Green Mountain is a common name for "The Peak", the highest point on Ascension Island, which has gained some fame for claims that it is one of few large-scale artificial forests. Many early 19th-century accounts, including Charles Darwin's, described the volcanic island as barren with few plants, some of them endemic to the island, not to be found anywhere else. Scientists estimate the island's native vascular plants to be between 25 and 30 species, 10 of them endemic to Ascension; this impoverished flora is a consequence of the age of the isolation. In 1843, the British plant collector Joseph Dalton Hooker visited the island with Sir James Clark Ross's Antarctica expedition. Hooker proposed a plan to plant the island with vegetation to attempt to increase rainfall and make life more bearable for the garrison, stationed there. Crucially he saw the appointment of a farm superintendent as being the key to success. From that time on many plants have been introduced and Hooker's plan can be seen from one angle as an overwhelming success.
An 1865 Admiralty report stated on the subject of Green Mountain that " now possesses thickets of 40 kinds of trees, besides numerous shrubs. By the early 1900s many crops such as bananas and guavas were growing naturally, it is unlikely that this success led to an increase in rainfall, but increased capture of occult deposition by the greater amount of vegetation has resulted. The resulting cloud forest, is a mosaic of plants from a variety of habitats including woodland and shrubland; the ecosystem that has emerged is interesting for its entirely artificial nature as a result of the interactions between the introduced species from a variety of disparate climates and locations. The resulting ecosystem created by the British introductions has threatened several of the few endemic Ascension island species; because of this, Green Mountain is now a national park where endemic species are conserved. The mineral dalyite was first found at Green Mountain, in 1952; the Mountain, situated within the national park zone can be accessed via the main road from Georgetown.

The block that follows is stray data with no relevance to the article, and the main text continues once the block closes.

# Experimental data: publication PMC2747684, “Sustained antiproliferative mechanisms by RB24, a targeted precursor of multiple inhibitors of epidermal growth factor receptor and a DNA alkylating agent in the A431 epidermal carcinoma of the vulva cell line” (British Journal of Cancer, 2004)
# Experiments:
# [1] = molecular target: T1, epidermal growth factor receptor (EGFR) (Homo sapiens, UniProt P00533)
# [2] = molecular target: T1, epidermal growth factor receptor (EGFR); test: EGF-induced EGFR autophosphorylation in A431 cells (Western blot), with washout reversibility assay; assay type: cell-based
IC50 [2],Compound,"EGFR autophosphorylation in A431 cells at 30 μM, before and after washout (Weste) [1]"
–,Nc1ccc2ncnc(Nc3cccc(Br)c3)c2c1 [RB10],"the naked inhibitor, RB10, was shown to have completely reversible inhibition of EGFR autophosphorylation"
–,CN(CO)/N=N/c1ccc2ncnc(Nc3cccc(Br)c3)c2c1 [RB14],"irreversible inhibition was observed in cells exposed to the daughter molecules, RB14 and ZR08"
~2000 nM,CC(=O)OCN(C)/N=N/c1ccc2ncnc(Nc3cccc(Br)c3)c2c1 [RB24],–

However vehicle access does not extend to the top of the mountain. A footpath exists up to disused water catchment area; this continues to an observation station, where there is a Dew Pond, formed by the collection of water on top of the mountain. The area is maintained for visitors to a certain extent, a passage is provided through the dense vegetation; the highest point of the mountain is marked by an anchor chain, just up from the Dew Pond. Coevolution Ecological fitting International Mineralogical Association List of mountains and hills of Saint Helena and Tristan da Cunha Terraforming Ashmole, Philip. St Helena and Ascension Island: a natural history. Oswestry: Anthony Nelson. ISBN 0904614611. OCLC 45690660. "Ascensión". Global Volcanism Program. Smithsonian Institution. Britain's Treasure Islands on BBC FOUR at BBC Programmes